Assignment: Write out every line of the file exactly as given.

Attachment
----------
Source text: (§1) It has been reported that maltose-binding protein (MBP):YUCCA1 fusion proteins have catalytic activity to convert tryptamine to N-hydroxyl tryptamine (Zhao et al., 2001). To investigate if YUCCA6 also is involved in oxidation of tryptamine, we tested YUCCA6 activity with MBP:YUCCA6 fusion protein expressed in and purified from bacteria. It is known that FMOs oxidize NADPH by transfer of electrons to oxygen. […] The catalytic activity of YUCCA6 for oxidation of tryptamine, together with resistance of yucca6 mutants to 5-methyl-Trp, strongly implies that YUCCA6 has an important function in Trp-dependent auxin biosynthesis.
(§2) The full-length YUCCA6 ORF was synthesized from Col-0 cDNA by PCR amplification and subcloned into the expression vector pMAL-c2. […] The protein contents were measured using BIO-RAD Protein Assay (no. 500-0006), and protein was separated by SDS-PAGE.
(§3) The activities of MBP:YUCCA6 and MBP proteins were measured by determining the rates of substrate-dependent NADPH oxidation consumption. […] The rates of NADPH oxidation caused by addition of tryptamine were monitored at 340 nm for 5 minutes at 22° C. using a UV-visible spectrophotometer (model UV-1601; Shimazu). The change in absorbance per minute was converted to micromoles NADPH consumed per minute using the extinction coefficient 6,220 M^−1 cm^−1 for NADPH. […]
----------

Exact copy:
Source text: (§1) It has been reported that maltose-binding protein (MBP):YUCCA1 fusion proteins have catalytic activity to convert tryptamine to N-hydroxyl tryptamine (Zhao et al., 2001). To investigate if YUCCA6 also is involved in oxidation of tryptamine, we tested YUCCA6 activity with MBP:YUCCA6 fusion protein expressed in and purified from bacteria. It is known that FMOs oxidize NADPH by transfer of electrons to oxygen. […] The catalytic activity of YUCCA6 for oxidation of tryptamine, together with resistance of yucca6 mutants to 5-methyl-Trp, strongly implies that YUCCA6 has an important function in Trp-dependent auxin biosynthesis.
(§2) The full-length YUCCA6 ORF was synthesized from Col-0 cDNA by PCR amplification and subcloned into the expression vector pMAL-c2. […] The protein contents were measured using BIO-RAD Protein Assay (no. 500-0006), and protein was separated by SDS-PAGE.
(§3) The activities of MBP:YUCCA6 and MBP proteins were measured by determining the rates of substrate-dependent NADPH oxidation consumption. […] The rates of NADPH oxidation caused by addition of tryptamine were monitored at 340 nm for 5 minutes at 22° C. using a UV-visible spectrophotometer (model UV-1601; Shimazu). The change in absorbance per minute was converted to micromoles NADPH consumed per minute using the extinction coefficient 6,220 M^−1 cm^−1 for NADPH. […]